But applying the oil and gas paradigm to the strategic new energy minerals is highly misleading. Oil and gas are consumed to provide energy; REEs and the other minerals construct devices that produce or use energy for long periods. A cut-off of REEs would not prevent wind turbines from turning. Unlike fuels, expensive to store in large quantities, these materials can be stockpiled indefinitely.
Exploration for the new energy minerals has hardly begun, as they were not historically important. More could be discovered, whether in existing big stable mining countries such as Canada and Australia, or in new areas that would at least diversify supply. At the moment, China dominates rare earth supply because it is willing to tolerate the environmental damage that cheap mining causes.
Brazil, Russia, Vietnam and India have large reserves of REEs that could be developed if prices rise. And no one country dominates all the stocks of minerals: Chile and Bolivia have more lithium, Brazil graphite and REEs, Congo cobalt, Australia, China and Russia a smattering of several types. Of these, only Russia is also a leading oil and gas exporter.
And these energy minerals are not valuable enough to generate enormous rents. In 2017, the world’s largest producer of lithium, Australia, mined about $17 billion worth of the metal; Congo extracted $5bn of cobalt; while Saudi Arabia produced some $230bn of oil. Such earnings are not enough to sustain a full-blown resource curse, where a state’s institutions and other industries are hollowed out by easy mineral wealth.
Oil is still mostly irreplaceable for transport, though efficiency can improve. Batteries and turbines, though, can be made from alternative materials or use different designs, even if this leads to somewhat worse performance. After the Chinese REE export ban and consequent price spike, 20 to 50 per cent of neodymium in wind turbines was replaced, and waste in manufacturing was cut in half. Materials can be recycled, although this does not help much while the clean energy business is in a phase of fast growth.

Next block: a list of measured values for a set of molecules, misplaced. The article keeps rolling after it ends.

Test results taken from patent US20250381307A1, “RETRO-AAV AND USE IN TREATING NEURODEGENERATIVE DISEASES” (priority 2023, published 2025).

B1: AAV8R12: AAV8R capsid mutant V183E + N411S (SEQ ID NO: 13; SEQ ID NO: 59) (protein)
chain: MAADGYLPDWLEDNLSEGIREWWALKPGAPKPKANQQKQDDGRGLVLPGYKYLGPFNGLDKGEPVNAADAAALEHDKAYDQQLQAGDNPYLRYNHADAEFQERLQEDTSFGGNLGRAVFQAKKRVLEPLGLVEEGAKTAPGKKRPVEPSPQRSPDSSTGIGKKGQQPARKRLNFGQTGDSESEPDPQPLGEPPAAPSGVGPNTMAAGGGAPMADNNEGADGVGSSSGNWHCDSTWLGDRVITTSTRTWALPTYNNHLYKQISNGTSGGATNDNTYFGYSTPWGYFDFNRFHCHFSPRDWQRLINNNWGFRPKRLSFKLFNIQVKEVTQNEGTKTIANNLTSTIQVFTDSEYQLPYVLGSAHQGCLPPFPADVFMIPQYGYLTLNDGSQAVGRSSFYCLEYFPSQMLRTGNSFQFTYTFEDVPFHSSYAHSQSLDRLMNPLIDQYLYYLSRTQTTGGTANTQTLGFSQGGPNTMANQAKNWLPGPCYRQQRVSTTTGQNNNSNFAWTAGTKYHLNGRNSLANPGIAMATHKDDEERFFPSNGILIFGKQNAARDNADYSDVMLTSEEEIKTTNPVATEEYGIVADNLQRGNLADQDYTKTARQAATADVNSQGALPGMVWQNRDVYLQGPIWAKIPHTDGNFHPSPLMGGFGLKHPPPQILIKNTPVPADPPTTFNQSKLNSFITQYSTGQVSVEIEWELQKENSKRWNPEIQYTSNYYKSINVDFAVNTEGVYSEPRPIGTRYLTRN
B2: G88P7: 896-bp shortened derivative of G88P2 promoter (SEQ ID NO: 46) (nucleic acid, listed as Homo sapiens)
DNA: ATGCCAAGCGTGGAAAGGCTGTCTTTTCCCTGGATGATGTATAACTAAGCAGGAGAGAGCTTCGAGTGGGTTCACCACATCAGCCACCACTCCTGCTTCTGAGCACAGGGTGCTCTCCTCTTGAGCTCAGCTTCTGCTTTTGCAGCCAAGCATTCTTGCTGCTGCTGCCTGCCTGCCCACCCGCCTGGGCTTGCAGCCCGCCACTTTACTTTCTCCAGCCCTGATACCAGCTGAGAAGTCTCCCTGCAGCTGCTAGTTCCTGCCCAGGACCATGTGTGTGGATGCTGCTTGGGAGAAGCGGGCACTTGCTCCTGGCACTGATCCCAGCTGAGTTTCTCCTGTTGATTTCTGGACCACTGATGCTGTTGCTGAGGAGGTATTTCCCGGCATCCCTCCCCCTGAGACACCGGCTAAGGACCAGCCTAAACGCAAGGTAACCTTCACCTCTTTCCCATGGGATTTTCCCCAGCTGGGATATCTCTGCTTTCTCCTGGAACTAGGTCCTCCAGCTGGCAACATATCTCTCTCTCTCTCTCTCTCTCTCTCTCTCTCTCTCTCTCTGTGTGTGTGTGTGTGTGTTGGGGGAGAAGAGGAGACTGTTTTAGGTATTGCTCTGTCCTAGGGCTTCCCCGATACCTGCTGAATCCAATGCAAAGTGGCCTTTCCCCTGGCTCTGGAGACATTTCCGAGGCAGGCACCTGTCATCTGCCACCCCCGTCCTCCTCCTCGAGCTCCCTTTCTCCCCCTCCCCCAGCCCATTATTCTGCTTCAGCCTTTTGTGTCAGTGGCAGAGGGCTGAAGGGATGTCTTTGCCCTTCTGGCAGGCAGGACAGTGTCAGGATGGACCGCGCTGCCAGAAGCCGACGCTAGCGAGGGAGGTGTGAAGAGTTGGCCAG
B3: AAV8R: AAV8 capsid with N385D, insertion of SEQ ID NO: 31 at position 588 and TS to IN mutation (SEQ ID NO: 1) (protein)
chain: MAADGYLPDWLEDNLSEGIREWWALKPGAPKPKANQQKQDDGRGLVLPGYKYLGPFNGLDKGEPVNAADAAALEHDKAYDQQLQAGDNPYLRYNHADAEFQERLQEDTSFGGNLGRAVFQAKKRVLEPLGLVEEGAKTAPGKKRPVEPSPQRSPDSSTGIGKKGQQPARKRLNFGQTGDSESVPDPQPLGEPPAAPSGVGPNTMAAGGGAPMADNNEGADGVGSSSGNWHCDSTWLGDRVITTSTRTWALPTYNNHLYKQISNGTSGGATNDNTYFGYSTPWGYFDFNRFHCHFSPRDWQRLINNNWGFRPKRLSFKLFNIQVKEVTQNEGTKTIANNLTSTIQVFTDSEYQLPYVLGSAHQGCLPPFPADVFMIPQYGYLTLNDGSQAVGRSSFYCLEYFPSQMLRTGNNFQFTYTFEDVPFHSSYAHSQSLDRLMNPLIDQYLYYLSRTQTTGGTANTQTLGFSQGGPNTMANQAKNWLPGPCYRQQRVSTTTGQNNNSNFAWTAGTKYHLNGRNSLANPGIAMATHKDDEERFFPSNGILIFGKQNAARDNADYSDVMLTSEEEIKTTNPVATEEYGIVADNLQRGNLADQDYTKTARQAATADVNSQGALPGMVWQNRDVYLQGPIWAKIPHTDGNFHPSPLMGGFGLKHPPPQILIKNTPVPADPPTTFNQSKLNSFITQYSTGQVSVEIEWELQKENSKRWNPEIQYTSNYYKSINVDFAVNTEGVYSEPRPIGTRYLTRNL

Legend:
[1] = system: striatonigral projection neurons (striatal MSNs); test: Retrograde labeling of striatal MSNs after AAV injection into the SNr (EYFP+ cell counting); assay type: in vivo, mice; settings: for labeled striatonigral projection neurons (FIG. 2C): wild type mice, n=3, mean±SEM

Of course, producing enough of these materials to meet surging green energy industries is a challenge. At times prices will spike, Chinese companies will buy operations in other countries and be met by accusations of trying to monopolise supplies. New mines have to be opened, and host countries assisted to improve their institutions, environment and labour conditions. A variety of new technologies will be needed to avoid over-dependence on a single material.
But an export embargo by China or any other country would mark it as an unreliable supplier and encourage competing supplies, a lesson painfully learnt by oil exporters in the past. Access to materials might give a brief advantage, but technological savvy is more important in the long term. The move to green energy raises new geopolitical problems, not to be viewed through an old paradigm.
Robin M. Mills is CEO of Qamar Energy, and author of The Myth of the Oil Crisis
Updated: May 19, 2019 03:22 PM